ScottishPower in key Europe wind energy contract

SCOTTISHPOWER is this week expected to unveil a multi- million pound partnership in Europe that will help establish its wind power technology on the continent. A deal with a manufacturer to build wind turbines will mark another milestone in the company’s progress in the renewables sector.

It is already in talks with Germany and Poland and is now understood to be making inroads into another key European state. The latest project is described as being worth potentially hundreds of millions of pounds and will help establish Glasgow as a key centre for the development of wind energy technology.

The renewables division is currently a team of around 30 staff headed by Keith Anderson and it is likely to grow as contracts come in. Anderson is thought to be among the four or five contenders to fill the vacant role of ScottishPower chief executive following the departure of Nick Horler. An announcement on a new CEO is expected next month.

Spanish parent group Iberdrola is the biggest wind energy company in the world and is investing heavily in renewables in the UK and US while expanding its footprint across Europe.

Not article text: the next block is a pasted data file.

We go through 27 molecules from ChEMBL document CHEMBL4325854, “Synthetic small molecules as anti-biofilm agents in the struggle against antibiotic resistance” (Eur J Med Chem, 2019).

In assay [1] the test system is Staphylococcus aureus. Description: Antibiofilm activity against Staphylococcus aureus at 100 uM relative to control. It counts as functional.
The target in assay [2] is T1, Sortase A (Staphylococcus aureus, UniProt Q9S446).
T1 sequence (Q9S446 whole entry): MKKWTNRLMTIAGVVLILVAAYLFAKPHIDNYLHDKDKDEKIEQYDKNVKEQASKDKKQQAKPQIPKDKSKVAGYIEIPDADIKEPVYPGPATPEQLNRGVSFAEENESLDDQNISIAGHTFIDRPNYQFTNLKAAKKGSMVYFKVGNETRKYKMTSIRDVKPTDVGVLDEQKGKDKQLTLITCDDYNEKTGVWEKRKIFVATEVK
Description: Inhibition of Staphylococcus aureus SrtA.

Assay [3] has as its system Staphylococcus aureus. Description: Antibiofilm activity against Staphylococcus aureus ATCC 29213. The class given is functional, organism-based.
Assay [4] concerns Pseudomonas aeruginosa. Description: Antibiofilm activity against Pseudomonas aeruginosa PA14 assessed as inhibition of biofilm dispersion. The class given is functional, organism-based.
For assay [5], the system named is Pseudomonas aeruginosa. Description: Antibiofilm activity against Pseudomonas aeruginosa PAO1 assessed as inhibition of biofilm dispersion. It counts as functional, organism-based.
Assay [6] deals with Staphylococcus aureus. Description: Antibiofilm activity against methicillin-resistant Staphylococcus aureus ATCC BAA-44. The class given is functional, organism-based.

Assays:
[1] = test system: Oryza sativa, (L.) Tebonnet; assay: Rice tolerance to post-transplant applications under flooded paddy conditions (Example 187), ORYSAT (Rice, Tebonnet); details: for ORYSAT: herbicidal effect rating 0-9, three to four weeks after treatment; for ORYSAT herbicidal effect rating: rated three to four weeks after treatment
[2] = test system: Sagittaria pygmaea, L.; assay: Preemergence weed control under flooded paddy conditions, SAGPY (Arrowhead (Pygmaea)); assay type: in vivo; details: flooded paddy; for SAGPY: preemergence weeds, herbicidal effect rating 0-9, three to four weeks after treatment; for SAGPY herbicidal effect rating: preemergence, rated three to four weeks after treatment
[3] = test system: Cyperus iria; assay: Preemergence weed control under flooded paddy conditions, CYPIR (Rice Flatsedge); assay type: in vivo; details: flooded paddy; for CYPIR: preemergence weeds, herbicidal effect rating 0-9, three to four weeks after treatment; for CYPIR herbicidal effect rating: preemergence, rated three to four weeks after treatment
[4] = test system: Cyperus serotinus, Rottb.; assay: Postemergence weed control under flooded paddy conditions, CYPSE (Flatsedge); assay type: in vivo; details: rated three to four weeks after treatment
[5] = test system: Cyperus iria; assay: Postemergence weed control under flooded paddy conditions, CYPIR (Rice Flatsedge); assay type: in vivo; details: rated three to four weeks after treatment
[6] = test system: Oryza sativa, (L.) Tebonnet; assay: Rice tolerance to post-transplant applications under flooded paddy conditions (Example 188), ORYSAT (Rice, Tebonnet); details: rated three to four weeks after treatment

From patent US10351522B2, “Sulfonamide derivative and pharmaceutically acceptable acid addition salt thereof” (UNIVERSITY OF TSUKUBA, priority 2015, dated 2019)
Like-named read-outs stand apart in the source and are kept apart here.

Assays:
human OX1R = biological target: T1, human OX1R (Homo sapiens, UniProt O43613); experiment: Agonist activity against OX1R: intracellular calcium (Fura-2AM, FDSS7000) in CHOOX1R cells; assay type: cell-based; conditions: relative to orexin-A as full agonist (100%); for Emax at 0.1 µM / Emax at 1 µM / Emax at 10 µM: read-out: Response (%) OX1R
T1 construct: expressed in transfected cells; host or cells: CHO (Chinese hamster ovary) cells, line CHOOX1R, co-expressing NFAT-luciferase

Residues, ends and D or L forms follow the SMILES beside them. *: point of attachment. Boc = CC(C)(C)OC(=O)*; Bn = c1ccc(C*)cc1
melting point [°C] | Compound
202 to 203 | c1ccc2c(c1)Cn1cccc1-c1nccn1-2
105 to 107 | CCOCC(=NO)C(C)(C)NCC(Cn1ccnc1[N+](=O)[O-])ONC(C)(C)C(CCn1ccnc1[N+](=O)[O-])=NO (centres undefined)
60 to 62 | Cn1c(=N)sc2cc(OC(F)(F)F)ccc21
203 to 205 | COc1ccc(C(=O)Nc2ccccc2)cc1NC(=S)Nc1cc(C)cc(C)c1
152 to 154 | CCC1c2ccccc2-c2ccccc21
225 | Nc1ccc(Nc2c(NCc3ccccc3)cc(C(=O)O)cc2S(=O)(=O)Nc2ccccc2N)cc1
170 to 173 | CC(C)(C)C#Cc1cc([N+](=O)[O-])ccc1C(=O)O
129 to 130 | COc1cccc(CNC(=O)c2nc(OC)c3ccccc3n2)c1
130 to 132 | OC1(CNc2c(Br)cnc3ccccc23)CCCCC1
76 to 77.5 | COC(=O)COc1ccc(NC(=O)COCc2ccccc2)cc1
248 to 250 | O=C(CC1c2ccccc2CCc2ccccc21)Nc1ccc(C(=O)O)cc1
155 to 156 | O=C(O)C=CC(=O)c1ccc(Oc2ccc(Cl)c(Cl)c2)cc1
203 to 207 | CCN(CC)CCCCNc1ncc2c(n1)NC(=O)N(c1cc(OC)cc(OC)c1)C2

In Britain it is working with Vattenfall to build hundreds of wind turbines off East Anglia, the second biggest offshore wind farm project in the country that will generate up to 7.2GW of energy – enough to power five million homes a year. Much of the work is being managed from Glasgow.

The progress being made by ScottishPower will encourage the Scottish Government which wants to generate 100 per cent of the country’s power from renewable sources by 2020.

While the target has divided opinion among business leaders, the election of a majority SNP administration is expected to give companies in the sector the confidence to invest.

Ignacio Galan, chairman and chief executive of Iberdrola, has described the renewables goal as "entirely credible".

Plans by companies to scale up their operations is also likely to add weight to the campaign to establish the Westminster government’s Green Investment Bank in Scotland.

Meanwhile, ScottishPower’s coal-fired power station at Longannet is among the contenders hoping for a share of £4 billion of funding from the European Investment Bank to develop a carbon capture programme.

The EIB will spend nine months selecting up to three projects that will receive financial backing.